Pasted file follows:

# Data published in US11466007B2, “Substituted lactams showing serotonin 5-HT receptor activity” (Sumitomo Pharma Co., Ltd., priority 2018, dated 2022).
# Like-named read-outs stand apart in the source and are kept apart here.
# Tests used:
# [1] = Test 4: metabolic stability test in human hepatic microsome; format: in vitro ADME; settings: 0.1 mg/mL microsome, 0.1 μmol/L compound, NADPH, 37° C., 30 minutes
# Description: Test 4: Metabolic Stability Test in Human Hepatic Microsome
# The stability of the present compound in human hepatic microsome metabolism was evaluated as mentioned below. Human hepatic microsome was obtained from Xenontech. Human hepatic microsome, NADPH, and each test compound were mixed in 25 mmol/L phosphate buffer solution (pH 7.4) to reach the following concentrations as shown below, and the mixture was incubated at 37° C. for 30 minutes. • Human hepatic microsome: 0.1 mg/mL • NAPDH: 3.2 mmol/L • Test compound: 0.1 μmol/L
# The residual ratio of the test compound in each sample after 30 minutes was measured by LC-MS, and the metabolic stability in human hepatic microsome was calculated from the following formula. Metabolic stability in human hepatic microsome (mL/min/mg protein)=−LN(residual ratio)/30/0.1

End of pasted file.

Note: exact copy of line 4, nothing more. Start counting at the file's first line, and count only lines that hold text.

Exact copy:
# [1] = Test 4: metabolic stability test in human hepatic microsome; format: in vitro ADME; settings: 0.1 mg/mL microsome, 0.1 μmol/L compound, NADPH, 37° C., 30 minutes